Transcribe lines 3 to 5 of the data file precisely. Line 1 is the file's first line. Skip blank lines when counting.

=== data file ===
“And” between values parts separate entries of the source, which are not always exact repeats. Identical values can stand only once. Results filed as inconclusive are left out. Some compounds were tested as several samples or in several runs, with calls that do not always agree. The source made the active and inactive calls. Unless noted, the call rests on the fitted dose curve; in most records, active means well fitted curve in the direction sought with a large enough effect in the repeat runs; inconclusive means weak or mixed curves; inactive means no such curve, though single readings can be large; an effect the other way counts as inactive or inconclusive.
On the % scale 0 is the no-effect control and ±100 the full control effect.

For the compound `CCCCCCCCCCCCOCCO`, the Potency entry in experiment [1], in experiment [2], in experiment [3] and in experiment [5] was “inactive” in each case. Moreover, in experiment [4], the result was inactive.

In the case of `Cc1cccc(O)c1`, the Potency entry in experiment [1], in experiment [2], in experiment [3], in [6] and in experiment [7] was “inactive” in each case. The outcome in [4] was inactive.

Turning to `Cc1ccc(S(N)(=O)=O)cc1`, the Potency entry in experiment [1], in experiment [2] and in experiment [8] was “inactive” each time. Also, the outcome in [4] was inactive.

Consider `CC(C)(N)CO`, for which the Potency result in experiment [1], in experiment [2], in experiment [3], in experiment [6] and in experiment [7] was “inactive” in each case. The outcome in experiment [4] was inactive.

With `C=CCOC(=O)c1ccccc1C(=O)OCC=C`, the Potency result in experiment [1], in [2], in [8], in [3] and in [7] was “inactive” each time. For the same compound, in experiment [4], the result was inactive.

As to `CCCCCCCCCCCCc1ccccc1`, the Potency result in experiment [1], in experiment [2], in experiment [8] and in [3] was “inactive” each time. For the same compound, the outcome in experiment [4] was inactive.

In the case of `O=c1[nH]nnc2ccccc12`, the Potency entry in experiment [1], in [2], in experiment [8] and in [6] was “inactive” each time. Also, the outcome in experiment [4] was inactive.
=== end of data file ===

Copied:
For the compound `CCCCCCCCCCCCOCCO`, the Potency entry in experiment [1], in experiment [2], in experiment [3] and in experiment [5] was “inactive” in each case. Moreover, in experiment [4], the result was inactive.

In the case of `Cc1cccc(O)c1`, the Potency entry in experiment [1], in experiment [2], in experiment [3], in [6] and in experiment [7] was “inactive” in each case. The outcome in [4] was inactive.

Turning to `Cc1ccc(S(N)(=O)=O)cc1`, the Potency entry in experiment [1], in experiment [2] and in experiment [8] was “inactive” each time. Also, the outcome in [4] was inactive.